The setting is very intimate with only 14 seats. You do feel special down here.
Yeah. If I go to Alinea to eat—which I’ve only done once in the last two years, I don’t do it very often—I feel like I’m still working because I’m looking at other tables, I’m making sure everything’s good. I’m not relaxed and enjoying myself– the same thing at Next. You don’t want to look like that guy, and that guy is the guy who owns a bar or restaurant and sits there, eats there every day and treats it like his living room. It’s not meant to be that. But The Office kind of is. It’s such a small room and there’s one bartender and one chef. I can come down here, bring some friends down and say hi to everyone in the room and then just sit down and enjoy myself and forget what time it is.
What has been the craziest night here?
[Laughs] I can’t tell you that. No, no, no. I’ll tell you afterwards … What I like to watch is when we’ve got people who don’t know each other in such a small intimate environment. You’ll have like six people over there and four people over there and pretty soon all of their chairs are turned around. You’ve got people from Europe chatting with people from Cleveland.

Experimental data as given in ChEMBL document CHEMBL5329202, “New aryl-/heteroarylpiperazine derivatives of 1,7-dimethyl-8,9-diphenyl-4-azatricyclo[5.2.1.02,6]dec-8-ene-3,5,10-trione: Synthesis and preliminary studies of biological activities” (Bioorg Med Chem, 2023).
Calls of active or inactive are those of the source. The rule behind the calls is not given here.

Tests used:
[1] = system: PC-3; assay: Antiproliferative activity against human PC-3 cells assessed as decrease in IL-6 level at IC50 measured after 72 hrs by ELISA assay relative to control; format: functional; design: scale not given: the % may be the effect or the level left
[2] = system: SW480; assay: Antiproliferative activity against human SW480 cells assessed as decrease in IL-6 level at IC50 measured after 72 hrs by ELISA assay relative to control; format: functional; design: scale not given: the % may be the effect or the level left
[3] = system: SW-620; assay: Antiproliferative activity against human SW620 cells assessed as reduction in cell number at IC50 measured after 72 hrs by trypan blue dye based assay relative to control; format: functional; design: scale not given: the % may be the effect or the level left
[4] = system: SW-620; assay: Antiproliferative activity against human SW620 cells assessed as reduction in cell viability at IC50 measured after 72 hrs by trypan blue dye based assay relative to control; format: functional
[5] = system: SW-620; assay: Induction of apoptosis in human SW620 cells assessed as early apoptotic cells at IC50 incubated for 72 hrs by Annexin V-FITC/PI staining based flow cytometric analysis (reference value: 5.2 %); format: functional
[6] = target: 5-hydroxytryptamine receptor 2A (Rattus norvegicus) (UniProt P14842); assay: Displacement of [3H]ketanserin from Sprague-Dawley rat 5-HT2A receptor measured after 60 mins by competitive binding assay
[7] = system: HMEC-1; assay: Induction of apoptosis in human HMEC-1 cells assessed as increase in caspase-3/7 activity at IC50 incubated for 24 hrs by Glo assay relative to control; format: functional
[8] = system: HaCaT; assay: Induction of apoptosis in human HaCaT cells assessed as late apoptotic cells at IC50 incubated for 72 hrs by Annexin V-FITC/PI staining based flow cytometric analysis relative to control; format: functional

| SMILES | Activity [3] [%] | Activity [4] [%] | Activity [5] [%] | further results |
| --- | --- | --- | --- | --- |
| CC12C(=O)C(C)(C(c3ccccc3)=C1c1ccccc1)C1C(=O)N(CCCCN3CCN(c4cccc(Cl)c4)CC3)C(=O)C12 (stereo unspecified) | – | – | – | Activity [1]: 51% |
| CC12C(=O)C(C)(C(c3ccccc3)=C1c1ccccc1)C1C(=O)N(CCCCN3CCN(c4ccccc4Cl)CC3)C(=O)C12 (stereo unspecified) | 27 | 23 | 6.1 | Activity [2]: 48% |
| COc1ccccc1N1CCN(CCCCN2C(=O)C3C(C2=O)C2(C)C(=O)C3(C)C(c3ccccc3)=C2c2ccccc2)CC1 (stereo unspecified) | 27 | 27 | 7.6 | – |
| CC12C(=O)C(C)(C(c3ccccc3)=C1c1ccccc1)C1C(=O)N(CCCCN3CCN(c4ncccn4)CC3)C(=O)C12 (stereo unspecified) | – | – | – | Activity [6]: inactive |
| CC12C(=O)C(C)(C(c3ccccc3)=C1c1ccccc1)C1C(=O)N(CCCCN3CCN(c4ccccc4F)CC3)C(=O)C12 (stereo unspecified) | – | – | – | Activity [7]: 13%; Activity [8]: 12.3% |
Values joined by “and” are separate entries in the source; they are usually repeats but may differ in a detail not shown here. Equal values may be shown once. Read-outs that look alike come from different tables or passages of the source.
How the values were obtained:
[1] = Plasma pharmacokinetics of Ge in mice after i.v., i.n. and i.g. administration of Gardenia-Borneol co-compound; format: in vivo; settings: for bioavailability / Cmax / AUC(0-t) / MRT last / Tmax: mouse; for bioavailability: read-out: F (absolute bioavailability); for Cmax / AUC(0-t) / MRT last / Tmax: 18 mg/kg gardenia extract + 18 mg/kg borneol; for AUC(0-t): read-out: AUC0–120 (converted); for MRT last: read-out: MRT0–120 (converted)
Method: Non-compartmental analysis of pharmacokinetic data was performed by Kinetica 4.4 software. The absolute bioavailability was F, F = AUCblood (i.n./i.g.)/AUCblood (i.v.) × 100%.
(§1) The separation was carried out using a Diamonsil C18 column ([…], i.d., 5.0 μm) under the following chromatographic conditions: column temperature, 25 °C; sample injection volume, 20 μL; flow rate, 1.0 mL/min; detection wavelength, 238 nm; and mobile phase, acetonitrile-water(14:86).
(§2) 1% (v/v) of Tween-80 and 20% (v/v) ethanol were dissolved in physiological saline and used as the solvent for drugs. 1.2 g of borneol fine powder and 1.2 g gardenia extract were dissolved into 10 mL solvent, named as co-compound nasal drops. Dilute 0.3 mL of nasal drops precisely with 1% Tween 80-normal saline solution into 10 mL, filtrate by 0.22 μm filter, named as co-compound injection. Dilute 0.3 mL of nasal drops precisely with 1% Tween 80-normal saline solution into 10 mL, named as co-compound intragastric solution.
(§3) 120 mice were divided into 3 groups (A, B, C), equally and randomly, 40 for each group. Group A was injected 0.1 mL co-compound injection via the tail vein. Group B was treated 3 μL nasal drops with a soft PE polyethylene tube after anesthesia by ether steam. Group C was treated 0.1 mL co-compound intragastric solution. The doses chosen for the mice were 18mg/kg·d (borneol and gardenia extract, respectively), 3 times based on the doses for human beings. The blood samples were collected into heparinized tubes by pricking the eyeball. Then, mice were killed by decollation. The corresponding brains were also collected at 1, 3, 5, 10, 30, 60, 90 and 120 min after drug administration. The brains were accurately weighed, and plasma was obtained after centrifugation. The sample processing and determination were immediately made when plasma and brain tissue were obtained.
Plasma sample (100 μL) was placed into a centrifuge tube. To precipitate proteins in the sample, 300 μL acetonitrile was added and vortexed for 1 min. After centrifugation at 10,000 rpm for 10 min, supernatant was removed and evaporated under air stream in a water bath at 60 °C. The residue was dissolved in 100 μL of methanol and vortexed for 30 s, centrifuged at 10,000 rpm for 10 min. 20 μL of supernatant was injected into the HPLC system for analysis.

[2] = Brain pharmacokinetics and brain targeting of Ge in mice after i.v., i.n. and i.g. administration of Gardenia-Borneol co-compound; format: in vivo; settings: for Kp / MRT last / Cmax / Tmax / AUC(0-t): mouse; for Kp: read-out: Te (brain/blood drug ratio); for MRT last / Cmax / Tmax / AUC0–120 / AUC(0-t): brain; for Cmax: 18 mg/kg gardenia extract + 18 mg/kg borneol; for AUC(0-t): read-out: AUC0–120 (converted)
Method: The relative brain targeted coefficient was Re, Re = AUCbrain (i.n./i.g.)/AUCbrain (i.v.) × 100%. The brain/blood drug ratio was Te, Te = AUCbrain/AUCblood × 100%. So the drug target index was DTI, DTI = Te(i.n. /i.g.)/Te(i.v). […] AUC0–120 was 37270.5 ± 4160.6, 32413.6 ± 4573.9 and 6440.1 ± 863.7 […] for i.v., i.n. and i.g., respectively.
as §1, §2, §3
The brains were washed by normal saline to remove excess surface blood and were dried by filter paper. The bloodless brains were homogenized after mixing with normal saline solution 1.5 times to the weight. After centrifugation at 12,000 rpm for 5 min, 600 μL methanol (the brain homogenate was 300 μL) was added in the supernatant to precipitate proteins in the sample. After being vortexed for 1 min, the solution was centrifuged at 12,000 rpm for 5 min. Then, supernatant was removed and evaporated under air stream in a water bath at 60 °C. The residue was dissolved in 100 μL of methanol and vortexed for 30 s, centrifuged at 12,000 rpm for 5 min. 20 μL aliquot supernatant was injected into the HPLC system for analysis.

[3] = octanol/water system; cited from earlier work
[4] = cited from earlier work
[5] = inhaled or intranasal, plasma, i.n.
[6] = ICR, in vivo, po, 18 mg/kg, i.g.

When you think back to 2004 when you were opening your first restaurant, Alinea, with your partner, chef Grant Achatz, what emotions come up?
I think it was terrifying to build Alinea, for me. From the time Grant was 12, this is what he wanted to do. I was trying to help someone achieve a childhood dream and my general feeling was, “Whatever you do, don’t screw this up”, which is always a bad place to be coming from. You’d rather attack something than be defensive about it. He was attacking it, so it was fine. You have to go out and raise a couple million dollars. You have to build a restaurant when you’ve never built a restaurant before. Everyone you know is telling you this is the dumbest career change of all time.